Teaching a Child to Love Learning

Why does it sound funny to say “teach a child to love learning”? These days, parents with school age children are so competitive: after-school activities starting from a young age, reading book levels always being spoken about and compared, who is the best or doing the most.

I wonder if this is really helping our future generation grow and develop into successful  well rounded leaders.  Are we teaching them a “love of learning”?

Let’s ask ourselves these questions:

  • Have you ever stopped to think of why you are taking your child to extra maths class and reading tutorials?
  • Have they fallen behind in class?
  • Are you allowing the child to enjoy the learning journey?
  • Are you instilling the love of knowledge?
  • The thirst for adventure?

It seems we have forgotten the importance of the basic need to “teach a child the love of learning”.

For example, watch your child’s face as they try to build the rocket ship out of linking cubes/magnetic blocks. At first the design might not work; you see the frustration the child feels on their expression, followed by a little anger, then turns into determination, you can see them saying to themselves “I will build this no matter what”. This is such a beautiful process ‘journey to learning’ to watch on a child’s face.

FullSizeRender 2Children will make mistakes, this is when they build fundamental skills like problem solving and decision making skills. Allowing them to use their curiosity, imagination and build confidence to move to the next step.

It’s very hard as a parent not to take over and just do it for them. How can you motivate them to go beyond that as they need to learn what being persistence is all about.

In a learning journey of children, the teachers, parents, carers and environment provide extrinsic (external) motivation for the child to learn. However for it to have impact a child needs to be motivated. As a child gets older and has built the foundation skills they will be curious, inquisitive and love learning. A child will be intrinsically (internal) motivated to learn and build on what they know.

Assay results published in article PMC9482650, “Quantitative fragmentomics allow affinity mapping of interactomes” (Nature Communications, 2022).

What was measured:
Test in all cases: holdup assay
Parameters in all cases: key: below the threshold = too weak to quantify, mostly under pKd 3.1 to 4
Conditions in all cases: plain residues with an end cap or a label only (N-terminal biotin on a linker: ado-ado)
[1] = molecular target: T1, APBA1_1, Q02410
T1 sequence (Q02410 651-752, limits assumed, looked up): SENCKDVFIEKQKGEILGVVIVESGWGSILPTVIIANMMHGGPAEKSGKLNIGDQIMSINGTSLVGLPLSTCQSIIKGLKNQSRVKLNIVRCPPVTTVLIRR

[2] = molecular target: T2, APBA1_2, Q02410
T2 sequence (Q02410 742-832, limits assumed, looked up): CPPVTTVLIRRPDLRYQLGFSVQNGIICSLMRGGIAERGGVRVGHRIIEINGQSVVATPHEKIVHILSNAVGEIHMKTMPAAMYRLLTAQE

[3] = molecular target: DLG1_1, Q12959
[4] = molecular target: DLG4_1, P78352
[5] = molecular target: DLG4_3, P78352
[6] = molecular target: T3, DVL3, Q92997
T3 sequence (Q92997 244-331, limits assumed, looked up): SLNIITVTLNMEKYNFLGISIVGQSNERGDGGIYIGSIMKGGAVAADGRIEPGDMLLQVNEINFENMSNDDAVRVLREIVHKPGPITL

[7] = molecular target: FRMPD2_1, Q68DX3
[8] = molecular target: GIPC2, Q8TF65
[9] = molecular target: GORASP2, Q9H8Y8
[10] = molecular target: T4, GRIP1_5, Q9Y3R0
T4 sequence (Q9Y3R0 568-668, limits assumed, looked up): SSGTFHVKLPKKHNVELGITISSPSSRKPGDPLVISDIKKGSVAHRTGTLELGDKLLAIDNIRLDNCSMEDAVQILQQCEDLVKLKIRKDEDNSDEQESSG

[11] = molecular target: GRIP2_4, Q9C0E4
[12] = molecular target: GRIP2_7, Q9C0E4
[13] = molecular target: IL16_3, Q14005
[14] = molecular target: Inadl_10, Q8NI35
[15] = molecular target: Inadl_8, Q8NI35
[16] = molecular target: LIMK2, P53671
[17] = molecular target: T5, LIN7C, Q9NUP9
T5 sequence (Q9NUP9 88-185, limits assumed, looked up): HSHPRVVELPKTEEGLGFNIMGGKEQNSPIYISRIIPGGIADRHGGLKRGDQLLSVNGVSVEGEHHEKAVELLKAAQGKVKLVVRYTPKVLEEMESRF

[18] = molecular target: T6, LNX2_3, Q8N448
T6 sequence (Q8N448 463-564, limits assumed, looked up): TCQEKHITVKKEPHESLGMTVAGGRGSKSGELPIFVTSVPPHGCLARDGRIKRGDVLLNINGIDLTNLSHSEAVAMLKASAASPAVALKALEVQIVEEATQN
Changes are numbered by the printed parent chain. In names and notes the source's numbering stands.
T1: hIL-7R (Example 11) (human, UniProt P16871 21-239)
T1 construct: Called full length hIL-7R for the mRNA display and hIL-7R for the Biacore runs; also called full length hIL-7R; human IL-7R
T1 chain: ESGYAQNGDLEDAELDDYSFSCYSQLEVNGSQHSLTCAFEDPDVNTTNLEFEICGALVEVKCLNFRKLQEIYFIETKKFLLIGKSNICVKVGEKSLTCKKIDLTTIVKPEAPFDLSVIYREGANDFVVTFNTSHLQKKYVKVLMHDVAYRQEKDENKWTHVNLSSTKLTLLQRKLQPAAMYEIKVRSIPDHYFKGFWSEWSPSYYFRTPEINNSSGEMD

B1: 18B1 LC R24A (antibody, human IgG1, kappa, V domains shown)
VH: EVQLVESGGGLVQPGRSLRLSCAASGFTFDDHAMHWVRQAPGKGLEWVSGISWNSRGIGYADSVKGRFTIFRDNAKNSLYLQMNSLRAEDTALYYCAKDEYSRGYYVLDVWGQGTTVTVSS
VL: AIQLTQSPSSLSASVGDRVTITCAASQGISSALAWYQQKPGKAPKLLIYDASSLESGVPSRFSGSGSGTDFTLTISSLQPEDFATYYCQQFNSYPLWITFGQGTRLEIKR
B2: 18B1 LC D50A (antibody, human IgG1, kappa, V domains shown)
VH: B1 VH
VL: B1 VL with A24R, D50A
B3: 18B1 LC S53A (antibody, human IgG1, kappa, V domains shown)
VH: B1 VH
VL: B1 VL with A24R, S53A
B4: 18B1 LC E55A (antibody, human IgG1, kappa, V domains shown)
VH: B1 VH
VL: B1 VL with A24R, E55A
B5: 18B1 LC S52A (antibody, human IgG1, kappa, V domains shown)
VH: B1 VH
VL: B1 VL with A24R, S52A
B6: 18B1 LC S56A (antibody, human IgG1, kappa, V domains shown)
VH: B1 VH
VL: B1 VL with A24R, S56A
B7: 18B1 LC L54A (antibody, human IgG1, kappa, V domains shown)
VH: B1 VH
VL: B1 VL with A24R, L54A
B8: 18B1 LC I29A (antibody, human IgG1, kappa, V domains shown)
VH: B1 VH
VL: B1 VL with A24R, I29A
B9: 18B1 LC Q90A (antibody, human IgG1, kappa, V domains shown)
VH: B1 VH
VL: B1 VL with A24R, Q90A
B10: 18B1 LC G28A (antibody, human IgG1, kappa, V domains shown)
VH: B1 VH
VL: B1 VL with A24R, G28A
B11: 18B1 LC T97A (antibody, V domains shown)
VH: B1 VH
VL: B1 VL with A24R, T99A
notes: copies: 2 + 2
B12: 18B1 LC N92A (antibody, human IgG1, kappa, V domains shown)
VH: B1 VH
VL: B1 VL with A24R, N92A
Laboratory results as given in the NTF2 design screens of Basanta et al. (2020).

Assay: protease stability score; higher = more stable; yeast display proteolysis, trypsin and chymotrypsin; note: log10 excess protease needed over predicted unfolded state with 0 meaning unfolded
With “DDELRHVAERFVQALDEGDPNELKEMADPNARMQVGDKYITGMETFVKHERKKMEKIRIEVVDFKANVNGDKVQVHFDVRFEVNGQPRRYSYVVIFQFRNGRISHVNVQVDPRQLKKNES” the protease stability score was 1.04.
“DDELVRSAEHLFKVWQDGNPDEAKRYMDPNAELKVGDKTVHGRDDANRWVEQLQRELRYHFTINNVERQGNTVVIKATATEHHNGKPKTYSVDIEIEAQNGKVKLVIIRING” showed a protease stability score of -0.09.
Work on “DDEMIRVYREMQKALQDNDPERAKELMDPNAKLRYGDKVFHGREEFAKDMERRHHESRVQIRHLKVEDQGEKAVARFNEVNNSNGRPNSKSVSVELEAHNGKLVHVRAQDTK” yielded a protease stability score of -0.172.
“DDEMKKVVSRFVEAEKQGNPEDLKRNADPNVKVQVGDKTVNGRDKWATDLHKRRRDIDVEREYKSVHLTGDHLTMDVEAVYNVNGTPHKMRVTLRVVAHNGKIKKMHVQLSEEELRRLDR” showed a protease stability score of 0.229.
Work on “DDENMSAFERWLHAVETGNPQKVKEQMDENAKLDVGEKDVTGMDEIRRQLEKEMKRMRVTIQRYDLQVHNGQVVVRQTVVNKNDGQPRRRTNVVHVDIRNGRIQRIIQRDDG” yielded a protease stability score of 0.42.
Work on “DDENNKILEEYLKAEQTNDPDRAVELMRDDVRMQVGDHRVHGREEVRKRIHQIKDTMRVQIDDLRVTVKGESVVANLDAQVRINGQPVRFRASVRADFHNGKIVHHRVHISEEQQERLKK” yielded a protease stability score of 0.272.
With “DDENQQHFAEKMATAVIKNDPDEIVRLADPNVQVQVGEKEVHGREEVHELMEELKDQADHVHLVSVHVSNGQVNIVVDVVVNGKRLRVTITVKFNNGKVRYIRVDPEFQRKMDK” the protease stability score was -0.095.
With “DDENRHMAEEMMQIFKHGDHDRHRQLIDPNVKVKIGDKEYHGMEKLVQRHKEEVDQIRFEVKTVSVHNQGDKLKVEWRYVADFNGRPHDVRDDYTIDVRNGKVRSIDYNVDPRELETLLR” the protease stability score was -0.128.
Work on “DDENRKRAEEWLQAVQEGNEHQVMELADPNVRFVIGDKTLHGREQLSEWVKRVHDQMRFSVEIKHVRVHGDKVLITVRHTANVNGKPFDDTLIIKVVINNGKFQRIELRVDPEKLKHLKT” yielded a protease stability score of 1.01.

According to Intrinsic Motivation by C.R. Smith;

The very best support for internal motivation (intrinsic) is the family. When children see their parents and other family members work hard to achieve, they tend to do likewise. And after a while, they don’t need hugs, praise, or treats for doing well. Achievement has become a highly valued motivator in its own right.

To be intrinsically motivated to achieve an objective, the child needs to be interested in the task. But interest isn’t enough. A sense of competence (“I can do this”), autonomy (“I am making the decision to do this”), and relatedness (“I feel secure and supported in doing this”) supports this intrinsic motivation.

3 ways we can help our children to love learning are:

  1. Empower children

Empower them to learn through trial and error. Allow your child to make mistakes, it is the one opportunity they have to learn how to problem solve, also feel the emotions of not getting it right each time, which can allow them to try again.  Support your child with their decisions to try new things. For Example give them space in a safe environment to learn.

2. Provide experiences togetherFullSizeRender

I don’t mean go to the most expensive theme park or children’s play area. Provide your child with new opportunities to learn, it may be as simple as going  camping, to the park and playing on the equipment or even at the beach, forest, back yard.

Allow them to develop a game where they are leading (student centred) they will show you a little part of their world and how they see it.

3. Talk about the experiences

Your child may have just jumped on the trampoline for 20 minutes, played with construction bricks and also used chalk to write their names on the ground.  Your head is still spinning from the different activities however, I ask you did they learn anything? Did this help them to improve their fundamental skills?  The answer is yes anything from balance, coordination, fine motor skills, sorting, counting, writing, they have just practiced all their these skills in one hour an not even noticed.  So talk to them about what they did, ask open ended questions.

As parents we need to start allowing our children different opportunities to develop through play.

Next time you are reading to your child or getting frustrated that they don’t want to read their reader or do extra maths think about what  are the intrinsic/extrinsic motivating factors for you to do different activities.

Simply put, are you as parents making it an enjoyable experience if it is fun they will learn more.




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